This past month Hanna introduced a new alcohol meter as part of its Wine Line of instruments. I’m a fan of their products and have more than a few in my lab. The less expensive glass labware for me to break, the better.
This one is especially cool though, as it simplifies and speeds up the process of determining ABV while costing nearly the same as a non-electric Dujardin-Salleron ebulliometer ($735.00 vs. $795.00) which, incidentally, was first invented around 1870.
Moreover, it’s half the cost of an electric ebulliometer ($1500.00). And while an electric ebulliometer has better accuracy (0.1% vs. 0.2%) you really have to crunch the numbers and look at just how close your wines are to the 14% threshold to justify spending twice as much for a 0.1% increase in accuracy. Since most of my favorite California pinots all live just above 14%, I’ve resigned myself to the idea that we’ll be in the 14 and over category more often than not. Of course your mileage may vary.
Bonus: Doesn’t cost $15,000!
Originally I was looking at the super speedy, but super pricey Alcolyzer from Anton-Paar. However when you consider than an Alcolyzer costs $15,000, yet isn’t much quicker than the Hanna (2.5 mins vs. around 5 mins), the choice became pretty obvious.
Here are some interesting quotes I dug up during my research on the Alcolyzer. They’re from the Winemaker’s diary over at David Coffaro Winery.
The alcolizer (sic) is finally here and is working. Brendan is coming back tomorrow and we will have more input. Initially we are concerned with the inconsistency of this $13,000 product. BUT after continued experiment we concluded that the distilled water we were using to calibrate the Alcolizer was interfering with the constant results. We found that we needed to do 5 alcohol after calibrating with water, in order to achieve a stable result. Also we found that the analyses took longer than I hoped. We were hoping for results in one minute, but we will be very happy with the 2.5 min we got. We were told that the sample had to warm up to 68 degrees and our wine is stored at 62 now. Link.
…We are starting to live with the inadequacies of our Alcolizer. Yes I know we spent $13,000 on this instrument, but the one instrument that is debatably more accurate (Gas Chromatography) is much more expensive. Brendan and I will test the Alcolizer again Friday to make sure it is worth the price. Remember if we amortized this cost for only one year, it would amount to only $3 per case.
ed: David did end up keeping his Alcolizer:
…BTW, my alcolizer performed flawlessly so I paid the $15,000 bill (see my earlier concerns in Week 2 and Week 3 of this year). Link.
>li>Fit and Finish – This is the most well thought out, wine-specific instrument Hanna has made. From the Wizard in the HUD to the design of the probe holder so that the probe sits at the perfect depth in the sample (something totally lacking from some of their other meters), simply using the meter is much improved. There is, however, one very notable exception: the stir plate (see below).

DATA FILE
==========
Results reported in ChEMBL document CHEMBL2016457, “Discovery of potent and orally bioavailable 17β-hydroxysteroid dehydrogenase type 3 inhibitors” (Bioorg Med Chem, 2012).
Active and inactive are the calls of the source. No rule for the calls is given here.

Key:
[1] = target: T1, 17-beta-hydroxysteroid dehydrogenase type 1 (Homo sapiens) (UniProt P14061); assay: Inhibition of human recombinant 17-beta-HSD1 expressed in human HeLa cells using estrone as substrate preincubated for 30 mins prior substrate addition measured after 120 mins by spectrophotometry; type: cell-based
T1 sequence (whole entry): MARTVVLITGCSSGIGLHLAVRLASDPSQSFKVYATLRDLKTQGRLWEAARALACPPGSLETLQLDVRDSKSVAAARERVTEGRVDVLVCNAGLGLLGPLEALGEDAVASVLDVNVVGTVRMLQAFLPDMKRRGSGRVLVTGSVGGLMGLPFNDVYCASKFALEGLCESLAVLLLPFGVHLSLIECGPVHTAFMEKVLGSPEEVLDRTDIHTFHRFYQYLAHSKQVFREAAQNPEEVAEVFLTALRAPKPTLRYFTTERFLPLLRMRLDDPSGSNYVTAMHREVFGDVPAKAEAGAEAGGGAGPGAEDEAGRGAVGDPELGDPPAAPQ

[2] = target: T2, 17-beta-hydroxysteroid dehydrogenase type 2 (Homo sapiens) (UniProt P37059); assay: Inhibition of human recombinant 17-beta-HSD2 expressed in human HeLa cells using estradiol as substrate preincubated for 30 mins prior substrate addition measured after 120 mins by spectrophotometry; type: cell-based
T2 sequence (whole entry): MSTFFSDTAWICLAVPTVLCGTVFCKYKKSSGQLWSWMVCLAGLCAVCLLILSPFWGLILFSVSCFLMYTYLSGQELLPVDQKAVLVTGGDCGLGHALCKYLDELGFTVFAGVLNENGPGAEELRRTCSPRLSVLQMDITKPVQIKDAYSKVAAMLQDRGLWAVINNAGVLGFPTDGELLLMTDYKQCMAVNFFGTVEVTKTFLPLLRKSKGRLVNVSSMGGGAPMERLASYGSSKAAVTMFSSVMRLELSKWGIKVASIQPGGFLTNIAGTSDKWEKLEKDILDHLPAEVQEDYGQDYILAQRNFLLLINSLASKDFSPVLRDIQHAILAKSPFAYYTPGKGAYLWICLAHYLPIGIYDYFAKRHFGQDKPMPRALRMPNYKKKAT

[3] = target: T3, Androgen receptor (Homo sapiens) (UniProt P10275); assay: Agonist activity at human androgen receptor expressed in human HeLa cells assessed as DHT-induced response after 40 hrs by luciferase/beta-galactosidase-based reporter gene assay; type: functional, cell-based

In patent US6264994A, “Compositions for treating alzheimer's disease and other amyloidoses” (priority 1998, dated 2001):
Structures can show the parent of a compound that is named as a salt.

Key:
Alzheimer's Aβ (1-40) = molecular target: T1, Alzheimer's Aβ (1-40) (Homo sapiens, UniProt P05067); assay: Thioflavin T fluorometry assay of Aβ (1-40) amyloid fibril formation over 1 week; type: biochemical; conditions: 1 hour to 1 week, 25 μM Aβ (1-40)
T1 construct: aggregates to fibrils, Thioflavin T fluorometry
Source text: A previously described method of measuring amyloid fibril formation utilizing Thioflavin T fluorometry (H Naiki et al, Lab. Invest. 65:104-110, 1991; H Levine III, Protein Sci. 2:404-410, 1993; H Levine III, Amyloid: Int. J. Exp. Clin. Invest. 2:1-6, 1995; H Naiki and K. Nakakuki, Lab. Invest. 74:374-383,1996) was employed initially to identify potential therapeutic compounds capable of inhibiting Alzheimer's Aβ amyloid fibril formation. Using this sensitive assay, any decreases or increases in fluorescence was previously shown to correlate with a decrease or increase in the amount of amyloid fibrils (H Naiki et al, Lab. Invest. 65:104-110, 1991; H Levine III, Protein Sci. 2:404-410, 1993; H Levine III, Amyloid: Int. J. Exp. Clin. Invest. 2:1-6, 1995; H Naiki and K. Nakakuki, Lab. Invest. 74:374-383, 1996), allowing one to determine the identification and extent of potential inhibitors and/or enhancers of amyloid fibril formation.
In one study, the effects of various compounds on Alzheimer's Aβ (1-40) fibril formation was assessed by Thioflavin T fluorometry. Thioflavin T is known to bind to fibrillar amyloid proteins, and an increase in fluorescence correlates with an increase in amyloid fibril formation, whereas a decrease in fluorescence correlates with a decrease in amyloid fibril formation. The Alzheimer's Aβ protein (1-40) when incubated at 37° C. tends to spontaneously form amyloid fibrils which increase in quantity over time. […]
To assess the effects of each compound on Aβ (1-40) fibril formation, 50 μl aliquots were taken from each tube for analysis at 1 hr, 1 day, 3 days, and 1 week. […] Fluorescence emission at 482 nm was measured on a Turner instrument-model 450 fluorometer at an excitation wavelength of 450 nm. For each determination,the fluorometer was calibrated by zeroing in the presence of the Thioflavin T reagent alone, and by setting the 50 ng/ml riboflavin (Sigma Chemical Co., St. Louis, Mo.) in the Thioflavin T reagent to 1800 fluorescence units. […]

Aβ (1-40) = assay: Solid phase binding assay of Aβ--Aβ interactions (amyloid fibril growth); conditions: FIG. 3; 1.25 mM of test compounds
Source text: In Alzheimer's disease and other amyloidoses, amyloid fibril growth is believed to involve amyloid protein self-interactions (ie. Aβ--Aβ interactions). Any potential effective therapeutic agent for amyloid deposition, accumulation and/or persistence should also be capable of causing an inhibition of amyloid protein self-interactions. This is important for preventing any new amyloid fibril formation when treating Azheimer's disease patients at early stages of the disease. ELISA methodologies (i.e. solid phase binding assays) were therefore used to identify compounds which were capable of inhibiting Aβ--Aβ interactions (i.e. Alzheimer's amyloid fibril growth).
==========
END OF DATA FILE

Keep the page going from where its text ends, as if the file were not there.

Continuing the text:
One disappointment is that Hanna is incredibly vague about the method they use to determine ABV. In the manual, under principal of operation they write:
The alcohol determination is made using a new method. The meter takes two readings, one before the Hanna reagent is added and one after. The difference between the readings is used to calculate the alcohol content.
Wow! Thanks guys! The probe itself looks like it could be an EC meter, but I’m not entirely sure. No clue what the reagent is. Hanna hasn’t posted an MSDS or data sheet online for HI 83540-50 as of yet.
The biggest potential problem however is that Hanna says that residual sugar acts as an interference. So if R.S. values are unknown, the accuracy of the meter falls from 0.2% to 0.4%. Happily I’m able to generate RS values in house as well, so this isn’t an issue for me. But for those without a reducing sugars meter and test tube heater/digester, this will be an issue.
Finally there is the case of the magnetic stir plate built in to the meter. In short, it sucks. When I was a pizza delivery boy in college and had taken a particularly long time on a delivery, I would inevitably be greeted by my boss with this memorable phrase: “You drive like old people f*ck!”
Well, this magnetic stir plate spins like old people f*uck. It doesn’t properly homogenize the wine and the standard solution after it’s added. Because of this multiple readings must be taken and there is much waiting, and gnashing of teeth. All the while the Little Stir Bar That Could tries its best to mix everything up adequately, and fails.
What I do now, after blowing through nearly a whole bottle of reagent and sample after sample trying to get the thing to give a reading, is to take my sample cylinder over to my industrial strength stir plate and give it a good whirl there before attempting a reading.
I give the Hanna Alcohol meter a solid 88 points. The problems I mention would be more easily overlooked if the meter was either more accurate or cheaper. At the current price point though, even given the speed and relative ease with which samples can be taken, I have to dock it down below a 90 point score. Hopefully they’ll address the stir bar issue and clarify the principal of operation in the future.
One can also hope that eventually the price on the meter will fall. If that happens, then this will be the best solution available on the market for small wineries and will push my score up and over the 90 point threshold.